Stuart MacDonald

Stuart MacDonald

Ph.D. 2003 (Victoria) joined Department in 2007

Office: COR A261

My research is conducted primarily within two research traditions: individual differences in cognitive aging and the cognitive neuroscience of aging.

I examine patterns and predictors of cognitive decline in the healthy elderly, as well as for the developmental transition between primary and secondary aging (e.g., accelerated memory loss due to morbidity). In particular, I am interested in the early identification of risk factors (genetic, biological, psychological) that foreshadow cognitive impairment associated with age, dementia onset, and subsequent death.

Recent avenues of investigation have employed fMRI to identify brain correlates of performance variability in episodic memory, as well as longitudinal data and various statistical techniques for the analysis of change.

For more information, see my Expertise Database profile.


  • Lifespan development


MacDonald, S.W.S., Li, S-C., & Bäckman, L. (2009). Neural underpinnings of within-Person variability in cognitive functioning. Psychology and Aging, 24, 792-808.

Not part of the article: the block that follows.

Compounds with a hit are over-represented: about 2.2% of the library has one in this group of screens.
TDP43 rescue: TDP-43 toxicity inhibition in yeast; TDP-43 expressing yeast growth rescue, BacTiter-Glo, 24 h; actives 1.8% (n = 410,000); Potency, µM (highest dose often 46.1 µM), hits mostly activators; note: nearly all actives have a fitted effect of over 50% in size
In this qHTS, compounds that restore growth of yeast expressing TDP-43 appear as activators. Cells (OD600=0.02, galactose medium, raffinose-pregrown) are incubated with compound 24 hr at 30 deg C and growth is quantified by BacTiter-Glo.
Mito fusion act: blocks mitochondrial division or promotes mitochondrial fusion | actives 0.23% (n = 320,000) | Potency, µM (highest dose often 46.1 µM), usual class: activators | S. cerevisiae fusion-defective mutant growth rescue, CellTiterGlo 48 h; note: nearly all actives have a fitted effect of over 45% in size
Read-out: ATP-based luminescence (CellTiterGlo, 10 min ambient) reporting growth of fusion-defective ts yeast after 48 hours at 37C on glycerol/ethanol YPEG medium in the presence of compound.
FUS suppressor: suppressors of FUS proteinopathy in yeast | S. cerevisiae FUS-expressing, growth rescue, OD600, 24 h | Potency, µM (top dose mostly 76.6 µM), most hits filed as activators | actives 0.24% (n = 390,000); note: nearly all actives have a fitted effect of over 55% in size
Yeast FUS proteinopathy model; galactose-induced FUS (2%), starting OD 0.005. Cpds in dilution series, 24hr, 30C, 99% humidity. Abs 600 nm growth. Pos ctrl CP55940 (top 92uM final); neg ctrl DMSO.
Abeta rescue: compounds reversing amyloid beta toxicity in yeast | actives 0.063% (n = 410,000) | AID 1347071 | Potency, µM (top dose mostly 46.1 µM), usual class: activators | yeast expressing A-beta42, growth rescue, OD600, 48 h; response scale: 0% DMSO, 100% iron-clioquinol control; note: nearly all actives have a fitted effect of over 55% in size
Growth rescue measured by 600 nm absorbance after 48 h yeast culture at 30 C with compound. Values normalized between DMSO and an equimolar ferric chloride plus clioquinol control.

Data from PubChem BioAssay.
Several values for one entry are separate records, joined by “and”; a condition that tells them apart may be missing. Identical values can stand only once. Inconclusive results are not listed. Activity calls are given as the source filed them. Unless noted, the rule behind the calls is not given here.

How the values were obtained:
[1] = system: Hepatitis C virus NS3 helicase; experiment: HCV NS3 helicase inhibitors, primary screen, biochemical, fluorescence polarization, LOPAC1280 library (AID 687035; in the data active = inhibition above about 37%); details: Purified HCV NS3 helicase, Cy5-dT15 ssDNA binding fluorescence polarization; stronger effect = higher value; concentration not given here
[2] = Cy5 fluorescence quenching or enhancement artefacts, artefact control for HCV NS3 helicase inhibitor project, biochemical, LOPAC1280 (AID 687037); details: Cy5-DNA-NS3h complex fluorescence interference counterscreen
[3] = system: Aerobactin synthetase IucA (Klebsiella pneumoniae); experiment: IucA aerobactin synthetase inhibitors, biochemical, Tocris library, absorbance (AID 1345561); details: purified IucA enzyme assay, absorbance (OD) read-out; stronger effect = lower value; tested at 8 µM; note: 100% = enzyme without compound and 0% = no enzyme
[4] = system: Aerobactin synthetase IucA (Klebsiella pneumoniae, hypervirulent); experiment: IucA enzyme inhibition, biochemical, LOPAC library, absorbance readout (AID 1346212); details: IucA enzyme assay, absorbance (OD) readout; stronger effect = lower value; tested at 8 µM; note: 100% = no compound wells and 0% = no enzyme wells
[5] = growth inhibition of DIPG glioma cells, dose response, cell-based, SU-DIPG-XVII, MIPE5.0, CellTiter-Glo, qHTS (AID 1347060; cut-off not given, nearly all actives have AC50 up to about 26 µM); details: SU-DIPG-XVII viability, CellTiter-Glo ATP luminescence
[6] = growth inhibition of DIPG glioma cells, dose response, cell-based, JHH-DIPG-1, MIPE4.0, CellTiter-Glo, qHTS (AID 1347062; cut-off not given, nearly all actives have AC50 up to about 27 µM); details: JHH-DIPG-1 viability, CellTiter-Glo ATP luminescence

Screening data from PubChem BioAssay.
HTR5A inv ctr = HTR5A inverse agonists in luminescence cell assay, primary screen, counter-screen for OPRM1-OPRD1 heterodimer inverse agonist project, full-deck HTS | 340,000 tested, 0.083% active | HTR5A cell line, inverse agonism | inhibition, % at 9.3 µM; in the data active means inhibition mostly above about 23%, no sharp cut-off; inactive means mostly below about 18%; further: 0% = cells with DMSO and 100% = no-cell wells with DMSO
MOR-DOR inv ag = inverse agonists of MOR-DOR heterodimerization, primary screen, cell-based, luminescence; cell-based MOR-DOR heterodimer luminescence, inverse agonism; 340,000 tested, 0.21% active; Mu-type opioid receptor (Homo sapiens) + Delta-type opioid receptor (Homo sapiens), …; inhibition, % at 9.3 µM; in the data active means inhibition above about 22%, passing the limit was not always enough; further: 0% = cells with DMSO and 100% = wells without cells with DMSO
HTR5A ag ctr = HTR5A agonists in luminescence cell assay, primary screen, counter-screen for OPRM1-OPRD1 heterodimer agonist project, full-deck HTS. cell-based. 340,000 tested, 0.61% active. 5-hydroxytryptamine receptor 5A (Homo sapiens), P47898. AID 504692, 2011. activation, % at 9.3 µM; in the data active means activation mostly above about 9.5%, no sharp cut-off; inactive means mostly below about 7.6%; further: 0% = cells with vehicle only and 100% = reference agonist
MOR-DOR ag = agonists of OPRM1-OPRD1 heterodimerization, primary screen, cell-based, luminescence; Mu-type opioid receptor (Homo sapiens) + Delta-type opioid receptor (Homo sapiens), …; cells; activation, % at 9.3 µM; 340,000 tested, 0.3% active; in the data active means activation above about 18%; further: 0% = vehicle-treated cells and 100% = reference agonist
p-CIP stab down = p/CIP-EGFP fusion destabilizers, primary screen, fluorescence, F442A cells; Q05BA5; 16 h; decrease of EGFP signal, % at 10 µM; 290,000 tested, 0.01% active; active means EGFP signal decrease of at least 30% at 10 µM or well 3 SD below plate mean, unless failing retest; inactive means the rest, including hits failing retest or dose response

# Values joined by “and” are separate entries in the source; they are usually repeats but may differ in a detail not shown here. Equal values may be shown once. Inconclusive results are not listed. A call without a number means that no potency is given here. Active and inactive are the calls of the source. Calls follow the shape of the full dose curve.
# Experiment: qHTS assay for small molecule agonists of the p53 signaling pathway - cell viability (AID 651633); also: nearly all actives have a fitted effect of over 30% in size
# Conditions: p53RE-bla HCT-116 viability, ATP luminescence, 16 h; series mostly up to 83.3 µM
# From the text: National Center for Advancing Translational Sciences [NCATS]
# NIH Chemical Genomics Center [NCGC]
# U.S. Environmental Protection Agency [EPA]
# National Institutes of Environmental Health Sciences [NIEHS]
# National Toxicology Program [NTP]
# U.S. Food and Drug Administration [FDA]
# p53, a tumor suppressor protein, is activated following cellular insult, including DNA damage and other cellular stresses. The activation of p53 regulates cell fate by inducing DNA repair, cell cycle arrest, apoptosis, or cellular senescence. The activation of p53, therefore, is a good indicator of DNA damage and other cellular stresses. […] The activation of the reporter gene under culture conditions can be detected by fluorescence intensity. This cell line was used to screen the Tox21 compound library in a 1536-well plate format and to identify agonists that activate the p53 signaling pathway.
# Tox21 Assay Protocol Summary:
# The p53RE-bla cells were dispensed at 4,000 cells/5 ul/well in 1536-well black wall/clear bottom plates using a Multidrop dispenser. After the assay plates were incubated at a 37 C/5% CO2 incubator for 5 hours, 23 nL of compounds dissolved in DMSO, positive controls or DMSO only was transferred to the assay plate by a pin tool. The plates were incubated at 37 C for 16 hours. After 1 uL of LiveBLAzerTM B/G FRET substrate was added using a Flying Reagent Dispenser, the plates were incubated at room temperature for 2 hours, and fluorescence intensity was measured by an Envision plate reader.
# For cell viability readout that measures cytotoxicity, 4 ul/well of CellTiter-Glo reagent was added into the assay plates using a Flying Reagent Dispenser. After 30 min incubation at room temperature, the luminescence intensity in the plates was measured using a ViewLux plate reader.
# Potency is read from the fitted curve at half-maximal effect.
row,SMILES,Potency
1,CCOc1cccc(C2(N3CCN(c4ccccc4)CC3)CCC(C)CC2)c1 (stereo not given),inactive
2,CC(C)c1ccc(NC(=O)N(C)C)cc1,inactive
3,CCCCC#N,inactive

MacDonald S.W.S., Cervenka S., Farde L., Nyberg L., & Bäckman L. (2009). Extrastriatal dopamine D2 receptor binding modulates intraindividual variability in episodic recognition and executive functioning. Neuropsychologia, 47, 2299–2304.

MacDonald, S.W.S., Hultsch, D. F., & Dixon, R. A. (2008). Predicting impending death: Inconsistency in speed is a selective and early marker. Psychology and Aging, 23, 595-607.

MacDonald, S.W.S., Nyberg, L., Sandblom, J., Fischer, H., & Bäckman, L. (2008). Increased response-time variability is associated with reduced inferior parietal activation during episodic recognition in aging. Journal of Cognitive Neuroscience, 20, 779-786.

MacDonald, S.W.S., Nyberg, L., & Bäckman, L. (2006). Intraindividual variability in behavior: Links to brain structure, neurotransmission, and neuronal activity. Trends in Neurosciences, 29, 474-480.